Former President of European Commission Jean-Claude Junker apparently liked to keep the public in the dark. (Photo by Thomas Lohnes/Getty Images)


EC ‘sought to cover up request by former Commissioner Neelie Kroes to lobby for Uber’


The European Commission hushed up an attempt by former Commissioner Neelie Kroes to secure an exemption to ethics rules that would allow her to lobby on behalf of Uber, it has been revealed.

Rather than turn down her request to lobby for the car hire firm before the required “cooling off period” had expired, the Commission pushed her to withdraw the request so that there was no public record of it ever happening, according to  an investigative report.

Journalists at Follow the Money (FTM) have uncovered that Kroes wrote a letter to Jean-Claude Juncker, the Commission President at the time, asking to be allowed to publicly lobby on behalf of the US-based taxi app company during the cooling-off period.

Former Commissioners who want a new position in the private sector need permission from the EC during that period. Until 2018, it was 18 months, since then, it has been extended to two years.

When Kroes asked for this permission, the EC’s internal ethics committee advised the full Commission to deny it on the grounds that Kroes would not be upholding the “honesty and discretion” that the EU required of her as a former Commissioner.

After receiving the committee’s advice, its secretary-general then told Kroes she ought to retract her request.

He pushed her not to start working for Uber until after the 18-month period. Otherwise, there would be “a serious possibility” that the College of Euro Commissioners would take “a similar position” to the advisory committee and would then issue a formal ban.

It appears that the secretary-general asked the former Commissioner to withdraw the request ahead of time, rather than having the EC issue a formal negative judgment, thus leaving outsiders in the dark about requests the Commission declines.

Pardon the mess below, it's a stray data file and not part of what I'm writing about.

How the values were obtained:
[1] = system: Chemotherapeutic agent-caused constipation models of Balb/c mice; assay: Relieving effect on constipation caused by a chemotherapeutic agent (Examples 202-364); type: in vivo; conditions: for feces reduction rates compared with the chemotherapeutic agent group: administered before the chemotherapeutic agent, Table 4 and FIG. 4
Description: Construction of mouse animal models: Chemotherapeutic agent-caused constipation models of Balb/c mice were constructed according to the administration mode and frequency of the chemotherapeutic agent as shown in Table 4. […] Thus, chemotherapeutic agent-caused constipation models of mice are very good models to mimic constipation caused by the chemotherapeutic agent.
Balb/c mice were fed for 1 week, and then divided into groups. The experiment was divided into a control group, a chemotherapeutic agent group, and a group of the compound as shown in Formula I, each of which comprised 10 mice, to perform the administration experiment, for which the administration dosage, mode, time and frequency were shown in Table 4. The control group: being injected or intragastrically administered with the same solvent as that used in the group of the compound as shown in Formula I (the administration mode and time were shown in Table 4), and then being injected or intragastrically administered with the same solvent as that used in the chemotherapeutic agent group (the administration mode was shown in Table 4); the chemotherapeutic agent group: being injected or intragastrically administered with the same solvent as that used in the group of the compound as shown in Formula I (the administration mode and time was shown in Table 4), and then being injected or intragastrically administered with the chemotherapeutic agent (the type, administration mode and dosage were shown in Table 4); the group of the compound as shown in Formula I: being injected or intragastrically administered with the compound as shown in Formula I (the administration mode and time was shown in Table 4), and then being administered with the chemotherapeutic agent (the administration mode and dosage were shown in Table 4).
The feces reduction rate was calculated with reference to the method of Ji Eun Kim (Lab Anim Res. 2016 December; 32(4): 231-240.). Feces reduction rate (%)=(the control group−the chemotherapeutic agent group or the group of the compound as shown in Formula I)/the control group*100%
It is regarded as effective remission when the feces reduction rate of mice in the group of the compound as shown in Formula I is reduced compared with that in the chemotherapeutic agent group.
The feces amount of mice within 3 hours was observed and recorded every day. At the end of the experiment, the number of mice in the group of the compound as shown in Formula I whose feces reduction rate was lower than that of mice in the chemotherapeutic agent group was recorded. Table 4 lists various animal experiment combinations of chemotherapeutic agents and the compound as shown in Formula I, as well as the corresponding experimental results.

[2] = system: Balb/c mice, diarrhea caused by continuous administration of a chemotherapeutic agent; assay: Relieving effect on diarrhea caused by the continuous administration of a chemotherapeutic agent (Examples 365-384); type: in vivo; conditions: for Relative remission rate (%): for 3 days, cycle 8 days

Kroes then wrote to Junker that the advice to withdraw the request “does not correspond” to the applicable procedures. It was up to the EC to take a decision, she stressed.

Kroes also wrote that she was “fully aware” that such a decision would be published in the records of EC meetings and thus become “publicly available information”.

This apparently caused her little concern: “I do not intend to circumvent the principle of transparency by withdrawing my notification,” she wrote.

Juncker replied that he would be “very grateful” if she did withdraw her request, “otherwise we would have to take a negative decision”. Kroes then did so in December 2015.

This kept the public and official Commission institutions unaware of the fact that Kroes had already petitioned the EC for authorisation to work as a lobbyist, and that the Commission intended to deny her request.

It was only after the so-called Uber Files scandal broke that the rest of the world learned what happened. The Uber Files was a global investigation revealing how, between 2013 and 2017, the firm secretly lobbied governments across the world.

Mark MacGann, a former lobbyist who led Uber’s efforts to win over governments across Europe and who later leaked Uber Files documents, told FTM that if the situation regarding Kroes had been revealed, it would have scared off Uber and the firm would have at least postponed working with Kroes.

He also said: “I don’t think Neelie is a unique case.”

Kroes is accused of helping Uber by lobbying Dutch politicians, including Prime Minister Mark Rutte, during her 18-month cooling-off period.

An Uber lobbyist advised colleagues that her relationship was “highly confidential and should not be discussed outside this group”. Another note stated that her name should never appear on any document, internal or external, according to press reports.

Follow the Money asked for public documents under a freedom of information request and discovered there were three other instances where the ethical committee gave the same advice in 2015 and which were retracted and never made public. The EC refuses to provide further insight, citing reasons of privacy. “The allegations do not relate to a lack or weakness of the rules or procedures in force but to an alleged inability to respect them,” the executive said.